- Remove the pie from the oven and let cool completely before serving. The longer the pie cools, the less runny it will be.
If you make this recipe, snap a photo and hashtag it #LeitesCulinaria. We’d love to see your creations on Instagram, Facebook, and Twitter.
Recipe Testers’ Reviews
I love a fruit pie and I love rhubarb, so I couldn’t pass up this simple old-fashioned rhubarb pie recipe! With frozen fruit available year-round, it’s easy to enjoy a tasty rhubarb pie like this even when certain fruits aren’t available in their fresh form.
This truly was a pie that had a perfect crumbly crust, a perfect jammy fruit filling, and a perfect level of sweetness…and was beautiful in appearance. In fact, I think you could use this recipe as a base fruit pie recipe for just about any fruit you’re interested in cooking with, not just rhubarb. That said, I made this 9-inch deep-dish pie with 7 cups frozen, cut rhubarb. I used my favorite store-bought double pie crust for the pie which made assembling everything a breeze. I don’t think I’ve ever made a pie that you start out cooking at such a high temperature, then finish it off at a reduced heat. I was worried at first that baking the pie this way and never covering it with foil would make the crust overdone and too dark, but it was perfectly browned yet still tender. I think this had to do with the high temp at first and then the longer cooking time at the lower temp.
I allowed my pie to cool for an hour before serving it with a scoop of creamy vanilla ice cream. I can also see a dollop of vanilla creme fraiche working wonders as well. This pie should serve 6 to 8 people, depending on how generous your slices are! I didn’t have issues with runniness after letting the pie cool; I think the filling’s consistency was just jammy enough. Can’t say enough good things about this pie! Yum, yum.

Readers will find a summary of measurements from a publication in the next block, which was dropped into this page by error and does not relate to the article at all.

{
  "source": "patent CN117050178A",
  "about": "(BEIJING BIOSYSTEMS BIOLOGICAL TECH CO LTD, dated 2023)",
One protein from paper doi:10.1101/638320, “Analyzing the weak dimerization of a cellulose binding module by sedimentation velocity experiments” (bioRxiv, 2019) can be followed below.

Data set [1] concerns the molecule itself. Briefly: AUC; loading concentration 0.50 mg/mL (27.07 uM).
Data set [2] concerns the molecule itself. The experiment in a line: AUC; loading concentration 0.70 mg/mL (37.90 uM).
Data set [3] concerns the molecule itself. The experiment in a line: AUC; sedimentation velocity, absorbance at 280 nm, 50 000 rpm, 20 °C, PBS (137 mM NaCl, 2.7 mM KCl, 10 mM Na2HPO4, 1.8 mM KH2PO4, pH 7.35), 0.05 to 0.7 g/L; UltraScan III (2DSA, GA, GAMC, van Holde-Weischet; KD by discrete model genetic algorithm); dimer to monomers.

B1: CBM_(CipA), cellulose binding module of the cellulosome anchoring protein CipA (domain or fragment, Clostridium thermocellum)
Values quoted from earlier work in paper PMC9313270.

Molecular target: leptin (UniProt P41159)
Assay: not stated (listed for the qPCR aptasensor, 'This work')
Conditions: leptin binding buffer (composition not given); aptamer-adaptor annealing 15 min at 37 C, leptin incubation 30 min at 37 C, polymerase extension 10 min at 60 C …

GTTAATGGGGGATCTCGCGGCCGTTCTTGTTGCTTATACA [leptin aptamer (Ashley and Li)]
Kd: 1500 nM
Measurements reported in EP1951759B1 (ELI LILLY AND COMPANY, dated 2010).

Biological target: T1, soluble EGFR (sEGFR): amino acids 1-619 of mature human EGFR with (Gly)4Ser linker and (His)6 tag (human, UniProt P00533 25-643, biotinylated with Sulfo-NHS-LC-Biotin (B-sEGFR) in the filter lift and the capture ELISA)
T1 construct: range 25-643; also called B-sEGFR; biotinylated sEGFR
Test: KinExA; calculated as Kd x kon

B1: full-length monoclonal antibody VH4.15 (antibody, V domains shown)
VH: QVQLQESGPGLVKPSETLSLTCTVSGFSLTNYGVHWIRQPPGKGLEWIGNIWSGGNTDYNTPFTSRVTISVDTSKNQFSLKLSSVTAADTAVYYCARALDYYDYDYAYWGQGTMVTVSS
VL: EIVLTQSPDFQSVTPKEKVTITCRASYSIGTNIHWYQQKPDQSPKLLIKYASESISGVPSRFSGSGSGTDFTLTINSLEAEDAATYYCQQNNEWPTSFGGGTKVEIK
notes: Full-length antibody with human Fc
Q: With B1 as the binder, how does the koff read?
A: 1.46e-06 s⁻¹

Originally published May 15, 2017
If you make this recipe, snap a photo and hashtag it #LeitesCulinaria. We'd love to see your creations on Instagram, Facebook, and Twitter.
Pie of any sort is always a big hit at our house but rhubarb pie is a favorite of mine. I used a bag of frozen rhubarb from my garden. It had been cut into 2- to 3-cm pieces when frozen and measured almost 8 cups. Mixing the sugar, flour, etc., with the frozen fruit only took 2 or 3 minutes. The sugar pulled a lot of liquid from the frozen fruit. I had to drain about 90% of it off or risk a major oven disaster. The drained fruit made a nice big mound in the bottom crust. I then continued assembling the pie. Baking times were accurate.
I allowed the pie to cool for 2 hours before serving it with sweetened whipped cream. It was moist but not runny and had set. The fruit had retained its shape. I can’t wait to make this one again with fresh rhubarb from the garden. Next time I would add half the sugar to the fruit to draw out the juice, drain, and add the rest of the ingredients and the rest of the sugar just before assembling the pie to bake. I would save the drained juice in case the fruit was too dry or for another purpose. I’d also increase the amount of the nutmeg as it was lost in the final pie. Grated ginger might also make a nice addition in the future.